She became a writer, beginning on alternative arts and listings magazine City Limits. But she soon found herself in the midst of the familiar when her own daughters began their education and she was angered by the way comprehensive education was misrepresented.

Her journalism has included education writing for the Guardian and publications including Marxism Today. Her eight books include three on education – one a tribute to her mother’s work – one on feminism and another on motherhood.

“There were points where I suddenly thought: ‘Oh, I can see someone would think I’m walking in her footsteps.’ It wasn’t deliberate but I certainly developed a tremendous commitment and, maybe without realising it, had a store of knowledge that was below the surface.”

Similarly her politics are much in line with her father’s and her values, she says, very much in line with Jeremy Corbyn’s. Her brother meanwhile, who famously said he is a “Benn, but not a Bennite”, voted for Andy Burnham in the Labour leadership election, and opposed Corbyn on the Syria airstrikes, giving a surprisingly impassioned speech that went viral.

“Benn laughs at the suggestion that her brother became an internet sensation before quickly becoming serious.”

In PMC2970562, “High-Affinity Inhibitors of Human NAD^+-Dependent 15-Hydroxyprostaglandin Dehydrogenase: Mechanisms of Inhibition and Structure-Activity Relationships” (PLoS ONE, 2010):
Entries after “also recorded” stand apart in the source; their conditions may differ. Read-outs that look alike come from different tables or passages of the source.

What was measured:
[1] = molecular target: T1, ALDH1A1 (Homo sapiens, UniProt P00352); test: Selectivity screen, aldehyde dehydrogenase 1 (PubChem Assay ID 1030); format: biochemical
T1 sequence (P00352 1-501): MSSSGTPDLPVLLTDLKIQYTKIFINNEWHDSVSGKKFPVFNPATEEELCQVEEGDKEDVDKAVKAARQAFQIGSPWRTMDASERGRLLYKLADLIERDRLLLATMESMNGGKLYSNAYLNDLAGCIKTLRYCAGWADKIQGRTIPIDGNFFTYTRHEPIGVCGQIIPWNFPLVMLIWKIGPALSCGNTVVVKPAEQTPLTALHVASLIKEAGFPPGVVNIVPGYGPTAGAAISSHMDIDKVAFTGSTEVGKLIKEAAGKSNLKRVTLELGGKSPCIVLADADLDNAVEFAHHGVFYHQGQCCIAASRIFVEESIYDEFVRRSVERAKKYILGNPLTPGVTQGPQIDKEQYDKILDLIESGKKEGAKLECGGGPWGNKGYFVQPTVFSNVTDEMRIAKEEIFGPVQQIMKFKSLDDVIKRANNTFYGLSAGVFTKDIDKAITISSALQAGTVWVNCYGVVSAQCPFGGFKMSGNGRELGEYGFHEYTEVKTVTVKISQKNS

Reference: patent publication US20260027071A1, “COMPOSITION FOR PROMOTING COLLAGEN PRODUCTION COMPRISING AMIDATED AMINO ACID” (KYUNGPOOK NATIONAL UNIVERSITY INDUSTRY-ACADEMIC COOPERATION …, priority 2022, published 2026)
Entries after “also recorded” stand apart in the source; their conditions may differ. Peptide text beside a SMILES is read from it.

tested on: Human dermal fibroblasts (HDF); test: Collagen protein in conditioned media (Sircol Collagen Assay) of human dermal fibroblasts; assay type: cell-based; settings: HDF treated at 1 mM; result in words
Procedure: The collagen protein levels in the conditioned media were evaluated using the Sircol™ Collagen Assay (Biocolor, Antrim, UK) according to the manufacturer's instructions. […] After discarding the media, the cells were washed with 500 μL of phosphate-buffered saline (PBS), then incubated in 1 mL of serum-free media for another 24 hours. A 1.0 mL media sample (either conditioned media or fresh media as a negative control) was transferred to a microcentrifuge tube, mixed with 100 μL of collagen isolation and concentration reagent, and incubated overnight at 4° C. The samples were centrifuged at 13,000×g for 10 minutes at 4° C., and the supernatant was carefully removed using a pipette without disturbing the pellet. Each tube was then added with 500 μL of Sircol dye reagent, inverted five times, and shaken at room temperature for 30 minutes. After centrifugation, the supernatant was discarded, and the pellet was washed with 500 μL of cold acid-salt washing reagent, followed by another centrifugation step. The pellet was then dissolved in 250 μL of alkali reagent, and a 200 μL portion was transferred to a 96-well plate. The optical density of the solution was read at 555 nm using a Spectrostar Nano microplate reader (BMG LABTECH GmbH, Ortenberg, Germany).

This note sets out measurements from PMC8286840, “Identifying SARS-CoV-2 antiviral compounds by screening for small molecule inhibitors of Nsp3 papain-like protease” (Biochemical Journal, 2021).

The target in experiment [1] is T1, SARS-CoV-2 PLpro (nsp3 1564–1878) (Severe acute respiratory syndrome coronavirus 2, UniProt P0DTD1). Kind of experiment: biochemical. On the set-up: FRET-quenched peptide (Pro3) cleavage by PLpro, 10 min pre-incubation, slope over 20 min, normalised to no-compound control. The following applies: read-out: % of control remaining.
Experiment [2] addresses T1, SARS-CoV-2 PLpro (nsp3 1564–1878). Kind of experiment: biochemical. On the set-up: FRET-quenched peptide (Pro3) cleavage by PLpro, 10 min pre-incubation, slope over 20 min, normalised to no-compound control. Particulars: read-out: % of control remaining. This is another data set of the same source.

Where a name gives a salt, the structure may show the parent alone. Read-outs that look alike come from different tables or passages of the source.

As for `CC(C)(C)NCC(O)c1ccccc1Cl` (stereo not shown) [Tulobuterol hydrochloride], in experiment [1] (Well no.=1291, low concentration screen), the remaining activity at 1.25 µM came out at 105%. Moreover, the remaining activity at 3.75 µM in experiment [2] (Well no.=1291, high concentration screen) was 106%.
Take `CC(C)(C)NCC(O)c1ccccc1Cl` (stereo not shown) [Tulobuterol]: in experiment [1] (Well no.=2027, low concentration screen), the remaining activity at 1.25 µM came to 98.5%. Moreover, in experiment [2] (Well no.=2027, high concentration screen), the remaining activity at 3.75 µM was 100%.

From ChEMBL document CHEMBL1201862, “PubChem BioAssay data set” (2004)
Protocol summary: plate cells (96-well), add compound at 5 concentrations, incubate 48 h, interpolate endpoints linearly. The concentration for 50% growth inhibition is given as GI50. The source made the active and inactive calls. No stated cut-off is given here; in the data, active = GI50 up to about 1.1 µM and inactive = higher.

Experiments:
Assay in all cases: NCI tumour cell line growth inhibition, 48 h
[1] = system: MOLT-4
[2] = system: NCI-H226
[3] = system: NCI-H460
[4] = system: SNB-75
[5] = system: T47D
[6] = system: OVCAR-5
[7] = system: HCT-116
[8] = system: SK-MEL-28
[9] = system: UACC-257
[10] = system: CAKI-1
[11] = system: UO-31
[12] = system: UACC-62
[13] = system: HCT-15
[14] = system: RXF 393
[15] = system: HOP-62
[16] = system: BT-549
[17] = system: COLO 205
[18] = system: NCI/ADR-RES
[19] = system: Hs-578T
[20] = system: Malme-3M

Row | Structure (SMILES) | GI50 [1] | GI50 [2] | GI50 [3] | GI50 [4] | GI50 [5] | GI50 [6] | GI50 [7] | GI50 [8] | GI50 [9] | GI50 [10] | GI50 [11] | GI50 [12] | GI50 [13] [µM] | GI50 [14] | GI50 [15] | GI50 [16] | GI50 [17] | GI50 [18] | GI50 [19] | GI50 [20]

Benn laughs at the suggestion that her brother became an internet sensation before quickly becoming serious. “I will say nothing in the interest of being a loyal and supportive sister,” she says, later adding what she says is an important qualification: “I did not support the government motion on bombing Syria.”

Admitting she is being cautious, she says: “It’s a very complex situation we’re in… Corbyn won, I think, because the party wanted to shift Labour to a more radical social democratic place but he’s doing that within the context of a Parliamentary Labour Party that is still probably more at the New Labour end of things. The media are also deeply hostile to him and the irony is he’s actually a very good politician. He’s very relaxed and personally I think he’s one of the better leaders that Labour’s had in that sense. But the number of times I’ve sat in rooms and discussions where the Corbyn question divides people down the middle is extraordinary.”